Once Scotland Yard issued an announcement on Wednesday, 20 February 1980, the news quickly spread around the world: Bon Scott, the 33-year-old lead singer of Australia’s greatest ever rock band, AC/DC, had been found dead in a parked car in London. There were “no suspicious circumstances”. By Friday that week, coroner Sir Montague Levine had ruled his demise a ‘death of misadventure’ caused by acute alcohol poisoning.
It was an open and shut case — or was it?
For decades, many conspiracy theories around Scott’s mysterious death have emerged; some of them worthy of investigation — a possible drug overdose, others patently absurd — murder. But to be able to solve what I regard as the Da Vinci Code of rock, it required going back much further than 1980 — back to AC/DC’s first tour of the United States in 1977. For it was in America that the road to Scott’s death, his last highway, began.
As a biographer of Bon Scott, the challenge for me was answering one simple question: “Just how had a rough-edged and sometimes inarticulate but charming, witty, street-smart young man with a bent for reinvention and a talent for lyric writing end up a chronic alcoholic with two heroin overdoses under his belt by age 30? Why did his life end just as AC/DC was on the cusp of fortune and international superstardom?”
Bon Scott's stage persona embodied the raw rock of AC/DC
There had to be more to it than just one fateful night out on the town that ended in a tragic accident. And there was — much more. In Bon: The Last Highway, I delved deep into Scott’s unknown past, meeting friends and lovers he had during three years of touring America. They all told a similar story: he was troubled, conflicted, sometimes depressed, and sick of playing the role he’d created for himself as a sort of rock ’n’ roll Fagin.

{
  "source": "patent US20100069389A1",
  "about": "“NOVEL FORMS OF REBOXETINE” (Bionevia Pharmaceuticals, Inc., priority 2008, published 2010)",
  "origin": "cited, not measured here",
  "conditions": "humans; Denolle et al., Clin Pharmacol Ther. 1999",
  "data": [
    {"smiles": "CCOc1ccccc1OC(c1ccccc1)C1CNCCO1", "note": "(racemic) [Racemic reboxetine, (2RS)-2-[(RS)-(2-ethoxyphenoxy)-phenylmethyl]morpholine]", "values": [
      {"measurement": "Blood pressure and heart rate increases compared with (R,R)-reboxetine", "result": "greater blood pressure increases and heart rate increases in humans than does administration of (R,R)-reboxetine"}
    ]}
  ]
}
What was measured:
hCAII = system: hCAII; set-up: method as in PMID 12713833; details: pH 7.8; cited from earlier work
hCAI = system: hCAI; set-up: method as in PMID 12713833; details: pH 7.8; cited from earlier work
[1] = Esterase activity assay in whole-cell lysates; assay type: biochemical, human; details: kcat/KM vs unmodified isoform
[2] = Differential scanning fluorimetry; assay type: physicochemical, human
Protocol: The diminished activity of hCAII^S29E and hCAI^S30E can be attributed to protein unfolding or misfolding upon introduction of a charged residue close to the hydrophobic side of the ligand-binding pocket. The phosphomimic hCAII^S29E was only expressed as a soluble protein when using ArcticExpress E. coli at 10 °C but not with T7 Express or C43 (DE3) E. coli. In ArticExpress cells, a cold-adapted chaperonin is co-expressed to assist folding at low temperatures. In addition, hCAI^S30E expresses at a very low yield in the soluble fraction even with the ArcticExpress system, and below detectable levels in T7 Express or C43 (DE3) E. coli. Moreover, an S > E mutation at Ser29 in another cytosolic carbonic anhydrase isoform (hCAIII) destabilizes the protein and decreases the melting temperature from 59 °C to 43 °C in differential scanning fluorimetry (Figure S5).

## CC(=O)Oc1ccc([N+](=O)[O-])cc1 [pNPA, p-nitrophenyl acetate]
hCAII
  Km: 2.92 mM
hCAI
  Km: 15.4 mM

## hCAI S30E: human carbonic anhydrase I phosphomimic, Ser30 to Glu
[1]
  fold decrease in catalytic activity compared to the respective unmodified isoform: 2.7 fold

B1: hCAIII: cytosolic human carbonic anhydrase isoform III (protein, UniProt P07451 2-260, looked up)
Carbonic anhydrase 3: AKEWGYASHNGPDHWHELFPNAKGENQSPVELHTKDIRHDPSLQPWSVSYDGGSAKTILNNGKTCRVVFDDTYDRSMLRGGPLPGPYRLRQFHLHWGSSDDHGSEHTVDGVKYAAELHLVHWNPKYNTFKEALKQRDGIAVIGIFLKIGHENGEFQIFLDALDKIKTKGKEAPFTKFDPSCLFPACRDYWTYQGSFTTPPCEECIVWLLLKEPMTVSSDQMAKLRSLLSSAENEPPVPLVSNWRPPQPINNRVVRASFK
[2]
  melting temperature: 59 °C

The pressures and loneliness of life on the road were getting to him, and he was masking a lot of his inner torment by drinking alcohol, using drugs such as Quaaludes and cocaine, and bedding groupies as AC/DC moved from gig to gig, city to city across America.
The real Bon Scott liked reading Doris Lessing and Colette. He listened to The Pretenders and Steely Dan. He wanted stability and commitment in his romantic life but he wasn’t getting it from the few women he was genuinely interested in. He was too wayward, too unpredictable, too uncertain about his own identity for them to consider a serious relationship. He was even unsure whether he wanted to stay in the band.
And so, by the time Scott got to London in early 1980, he was not in a good way. Though AC/DC had finally cracked the US market with Highway To Hell and money was finally starting to appear in his bank account, physically he looked haggard and tired, and wasn’t his customary fit self. Emotionally, he was at a weak point and susceptible to temptation.
London, flooded with brown heroin from Iran, was a not a good place to be.
Bon: The Last Highway by Jesse Fink, published by Penguin Random House, is available now for RRP $34.99.
What are your memories from when the news hit of Bon Scott’s death?